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Quinn says days of apartheid in education are over as he launches €169m European programme

The programme will draw together multiple previous European programmes into one.

THE ERASMUS + PROGRAMME was launched in Dublin Castle this morning.

The European programme allocates €€169 million over the next seven years to support diverse projects.

The projects are in the fields of Adult Education, Higher Education, Schools Education, Vocational Education and Training and Youth Work in Ireland.

As successor to the Lifelong Learning and Youth in Action Programmes, it draws together multiple previous European programmes into one.

Speaking at the launch the Minister for Education and Skills, Ruairí Quinn said,

“The days of apartheid and compartmentalisation in education are over. We now have a joined up system of Education and Training, ending the previous divide”.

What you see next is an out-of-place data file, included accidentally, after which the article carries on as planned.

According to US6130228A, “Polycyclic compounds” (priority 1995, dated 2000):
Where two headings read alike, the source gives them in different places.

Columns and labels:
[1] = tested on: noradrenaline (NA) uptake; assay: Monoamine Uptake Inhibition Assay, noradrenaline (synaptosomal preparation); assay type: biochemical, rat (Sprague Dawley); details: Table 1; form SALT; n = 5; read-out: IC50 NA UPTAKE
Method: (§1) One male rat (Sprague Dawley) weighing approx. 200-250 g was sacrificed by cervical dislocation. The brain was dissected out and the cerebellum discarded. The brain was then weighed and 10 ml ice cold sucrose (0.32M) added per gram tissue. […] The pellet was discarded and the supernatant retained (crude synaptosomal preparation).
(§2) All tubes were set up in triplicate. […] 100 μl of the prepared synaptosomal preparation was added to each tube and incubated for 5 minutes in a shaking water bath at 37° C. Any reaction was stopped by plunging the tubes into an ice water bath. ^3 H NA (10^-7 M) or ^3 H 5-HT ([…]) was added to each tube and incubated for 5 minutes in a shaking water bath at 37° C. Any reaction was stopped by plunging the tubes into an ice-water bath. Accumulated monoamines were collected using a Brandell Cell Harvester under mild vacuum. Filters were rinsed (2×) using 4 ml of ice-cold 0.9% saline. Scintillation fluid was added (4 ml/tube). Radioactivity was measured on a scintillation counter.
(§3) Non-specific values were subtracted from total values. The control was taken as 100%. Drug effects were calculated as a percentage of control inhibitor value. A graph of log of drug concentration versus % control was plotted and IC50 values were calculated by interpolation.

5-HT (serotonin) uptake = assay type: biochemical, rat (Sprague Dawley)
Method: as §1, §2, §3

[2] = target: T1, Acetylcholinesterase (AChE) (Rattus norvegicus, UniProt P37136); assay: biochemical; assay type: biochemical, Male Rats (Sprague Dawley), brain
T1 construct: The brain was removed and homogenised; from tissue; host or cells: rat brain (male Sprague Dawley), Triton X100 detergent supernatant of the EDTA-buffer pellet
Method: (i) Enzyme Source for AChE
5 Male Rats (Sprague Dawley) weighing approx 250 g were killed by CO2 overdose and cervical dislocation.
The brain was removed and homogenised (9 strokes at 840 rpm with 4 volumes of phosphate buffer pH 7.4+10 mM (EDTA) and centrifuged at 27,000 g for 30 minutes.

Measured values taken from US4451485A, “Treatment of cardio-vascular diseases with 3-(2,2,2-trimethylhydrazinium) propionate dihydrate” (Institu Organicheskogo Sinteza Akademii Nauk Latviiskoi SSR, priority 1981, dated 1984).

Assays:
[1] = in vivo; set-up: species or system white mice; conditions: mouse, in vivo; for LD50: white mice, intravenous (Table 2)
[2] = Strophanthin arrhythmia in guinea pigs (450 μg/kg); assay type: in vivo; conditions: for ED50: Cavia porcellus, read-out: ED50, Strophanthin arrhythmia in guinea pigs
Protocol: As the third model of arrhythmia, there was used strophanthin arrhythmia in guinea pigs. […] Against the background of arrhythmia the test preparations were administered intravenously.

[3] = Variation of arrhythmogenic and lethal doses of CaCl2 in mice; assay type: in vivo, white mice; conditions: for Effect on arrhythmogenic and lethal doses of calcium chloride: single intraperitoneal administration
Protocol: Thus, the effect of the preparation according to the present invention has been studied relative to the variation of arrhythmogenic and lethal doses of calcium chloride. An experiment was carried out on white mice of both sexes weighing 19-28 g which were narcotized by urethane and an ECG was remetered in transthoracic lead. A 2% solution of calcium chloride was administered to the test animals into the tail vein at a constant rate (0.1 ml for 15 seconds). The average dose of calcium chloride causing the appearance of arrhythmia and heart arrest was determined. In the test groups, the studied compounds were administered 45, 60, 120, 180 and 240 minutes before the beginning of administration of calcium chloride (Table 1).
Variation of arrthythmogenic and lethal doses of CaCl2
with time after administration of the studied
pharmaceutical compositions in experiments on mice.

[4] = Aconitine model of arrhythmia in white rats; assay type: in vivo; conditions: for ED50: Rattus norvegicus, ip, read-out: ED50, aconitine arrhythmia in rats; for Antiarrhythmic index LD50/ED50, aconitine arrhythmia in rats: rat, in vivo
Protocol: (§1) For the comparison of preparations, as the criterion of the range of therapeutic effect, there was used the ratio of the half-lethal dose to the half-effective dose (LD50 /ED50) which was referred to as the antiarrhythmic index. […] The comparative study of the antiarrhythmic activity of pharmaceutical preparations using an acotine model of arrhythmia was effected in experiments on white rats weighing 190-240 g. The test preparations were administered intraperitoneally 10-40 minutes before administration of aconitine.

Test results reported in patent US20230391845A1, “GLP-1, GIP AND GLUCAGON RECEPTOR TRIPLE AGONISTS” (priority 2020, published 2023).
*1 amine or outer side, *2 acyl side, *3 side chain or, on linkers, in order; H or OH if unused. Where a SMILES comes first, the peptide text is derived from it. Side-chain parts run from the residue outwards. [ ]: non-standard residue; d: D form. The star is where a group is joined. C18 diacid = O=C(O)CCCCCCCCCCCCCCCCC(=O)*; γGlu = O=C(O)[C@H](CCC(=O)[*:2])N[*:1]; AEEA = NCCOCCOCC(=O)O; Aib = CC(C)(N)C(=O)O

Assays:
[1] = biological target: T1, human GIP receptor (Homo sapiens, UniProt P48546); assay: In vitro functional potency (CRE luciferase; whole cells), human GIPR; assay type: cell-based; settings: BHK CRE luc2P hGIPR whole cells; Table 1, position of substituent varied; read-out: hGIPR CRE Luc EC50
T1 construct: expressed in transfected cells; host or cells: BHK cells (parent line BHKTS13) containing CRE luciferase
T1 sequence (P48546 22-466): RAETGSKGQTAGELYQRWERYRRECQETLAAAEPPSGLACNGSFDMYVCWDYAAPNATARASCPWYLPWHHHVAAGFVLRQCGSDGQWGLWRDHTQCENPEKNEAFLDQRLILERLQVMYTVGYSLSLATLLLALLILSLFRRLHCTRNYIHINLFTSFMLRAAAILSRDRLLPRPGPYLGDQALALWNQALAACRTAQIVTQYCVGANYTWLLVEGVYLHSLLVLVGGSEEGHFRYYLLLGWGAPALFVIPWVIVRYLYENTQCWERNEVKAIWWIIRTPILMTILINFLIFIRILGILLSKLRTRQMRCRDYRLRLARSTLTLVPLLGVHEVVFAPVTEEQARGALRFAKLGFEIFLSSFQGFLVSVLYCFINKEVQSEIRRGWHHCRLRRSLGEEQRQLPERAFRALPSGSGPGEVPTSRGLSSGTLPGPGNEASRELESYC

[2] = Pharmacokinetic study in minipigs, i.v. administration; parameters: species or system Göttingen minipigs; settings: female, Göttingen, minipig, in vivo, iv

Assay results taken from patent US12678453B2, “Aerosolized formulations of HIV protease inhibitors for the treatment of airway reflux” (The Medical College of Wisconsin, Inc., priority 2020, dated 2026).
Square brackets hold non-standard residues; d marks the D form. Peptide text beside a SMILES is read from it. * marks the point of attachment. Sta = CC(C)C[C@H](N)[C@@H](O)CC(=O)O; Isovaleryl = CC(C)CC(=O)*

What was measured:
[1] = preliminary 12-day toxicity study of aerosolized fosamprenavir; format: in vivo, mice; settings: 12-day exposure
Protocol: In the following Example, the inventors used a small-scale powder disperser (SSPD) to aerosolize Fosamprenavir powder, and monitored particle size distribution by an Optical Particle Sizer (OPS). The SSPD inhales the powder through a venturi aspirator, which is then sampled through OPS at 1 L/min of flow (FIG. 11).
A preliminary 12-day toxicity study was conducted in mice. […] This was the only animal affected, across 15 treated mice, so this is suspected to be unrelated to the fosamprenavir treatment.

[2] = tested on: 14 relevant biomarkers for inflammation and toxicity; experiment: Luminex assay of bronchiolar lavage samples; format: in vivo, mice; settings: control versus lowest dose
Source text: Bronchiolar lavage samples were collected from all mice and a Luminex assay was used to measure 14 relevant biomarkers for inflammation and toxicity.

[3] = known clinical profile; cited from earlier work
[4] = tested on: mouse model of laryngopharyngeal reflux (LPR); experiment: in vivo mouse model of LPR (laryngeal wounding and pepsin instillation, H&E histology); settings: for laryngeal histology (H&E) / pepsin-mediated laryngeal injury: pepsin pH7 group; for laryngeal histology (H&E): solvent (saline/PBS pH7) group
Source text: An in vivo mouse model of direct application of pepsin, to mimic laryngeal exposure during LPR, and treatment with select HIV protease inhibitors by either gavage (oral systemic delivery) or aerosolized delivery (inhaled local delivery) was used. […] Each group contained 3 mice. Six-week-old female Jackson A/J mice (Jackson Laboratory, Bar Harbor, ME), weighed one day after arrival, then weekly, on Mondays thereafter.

European Ombudsman Emily O’Reilly gave a speech highlighting the contribution of the EU to liberating and enabling Irish women during the 1970s.

She also underlined the challenge now facing the EU of “creating similar happy narratives for young people in Europe”.

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emily Source: Bernard van Giessen

She emphasised the potential of Erasmus+ to change and enrich the lives of many people, particularly young people, by providing opportunities for study, training, work experience, or volunteering in Europe:

The European Union has never been just a financial or economic union. It is a union of solidarity.

“Erasmus+ encapsulates this value of solidarity, and creates more rounded, globalised graduates and job seekers.

“It develops their world view and gives them insight into Ireland’s role in the world, which helps them to bring fresh thinking back home”.”

The launch event was jointly hosted by the Higher Education Authority and Léargas, the National Agencies for the programme in Ireland.


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